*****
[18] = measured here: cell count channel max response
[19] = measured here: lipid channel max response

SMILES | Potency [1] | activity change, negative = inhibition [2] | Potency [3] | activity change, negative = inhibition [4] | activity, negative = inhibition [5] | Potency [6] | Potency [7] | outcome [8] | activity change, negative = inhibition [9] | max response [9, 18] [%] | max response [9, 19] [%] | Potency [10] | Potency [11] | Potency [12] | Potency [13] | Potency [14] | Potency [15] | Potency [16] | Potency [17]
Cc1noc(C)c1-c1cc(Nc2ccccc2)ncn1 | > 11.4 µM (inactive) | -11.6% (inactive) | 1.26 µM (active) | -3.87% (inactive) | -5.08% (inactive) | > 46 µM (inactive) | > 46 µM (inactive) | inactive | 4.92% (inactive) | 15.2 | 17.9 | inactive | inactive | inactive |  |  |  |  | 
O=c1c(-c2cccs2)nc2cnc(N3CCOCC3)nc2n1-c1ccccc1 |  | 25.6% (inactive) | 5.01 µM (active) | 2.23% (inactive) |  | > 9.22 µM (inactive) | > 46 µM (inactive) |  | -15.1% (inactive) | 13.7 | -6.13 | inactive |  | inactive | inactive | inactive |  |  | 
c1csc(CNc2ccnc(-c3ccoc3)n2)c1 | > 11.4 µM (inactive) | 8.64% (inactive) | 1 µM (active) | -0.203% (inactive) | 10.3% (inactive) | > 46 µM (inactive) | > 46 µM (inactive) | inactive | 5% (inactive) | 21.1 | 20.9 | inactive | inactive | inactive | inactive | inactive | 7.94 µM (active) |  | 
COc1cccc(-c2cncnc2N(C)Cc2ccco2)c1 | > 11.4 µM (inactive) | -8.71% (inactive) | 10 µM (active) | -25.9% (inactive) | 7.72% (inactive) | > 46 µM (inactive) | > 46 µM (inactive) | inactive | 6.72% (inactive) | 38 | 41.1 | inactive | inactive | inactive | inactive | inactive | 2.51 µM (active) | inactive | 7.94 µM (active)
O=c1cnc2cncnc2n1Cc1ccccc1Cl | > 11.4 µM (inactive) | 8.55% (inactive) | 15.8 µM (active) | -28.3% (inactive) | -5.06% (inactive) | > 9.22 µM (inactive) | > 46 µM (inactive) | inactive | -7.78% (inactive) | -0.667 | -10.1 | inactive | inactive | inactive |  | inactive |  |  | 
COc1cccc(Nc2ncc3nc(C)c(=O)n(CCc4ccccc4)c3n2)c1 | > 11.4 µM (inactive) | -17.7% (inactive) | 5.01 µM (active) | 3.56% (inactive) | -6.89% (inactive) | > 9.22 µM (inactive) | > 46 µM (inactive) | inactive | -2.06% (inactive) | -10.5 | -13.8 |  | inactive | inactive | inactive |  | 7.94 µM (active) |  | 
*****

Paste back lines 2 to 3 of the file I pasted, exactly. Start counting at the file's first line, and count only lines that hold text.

[19] = measured here: lipid channel max response

SMILES | Potency [1] | activity change, negative = inhibition [2] | Potency [3] | activity change, negative = inhibition [4] | activity, negative = inhibition [5] | Potency [6] | Potency [7] | outcome [8] | activity change, negative = inhibition [9] | max response [9, 18] [%] | max response [9, 19] [%] | Potency [10] | Potency [11] | Potency [12] | Potency [13] | Potency [14] | Potency [15] | Potency [16] | Potency [17]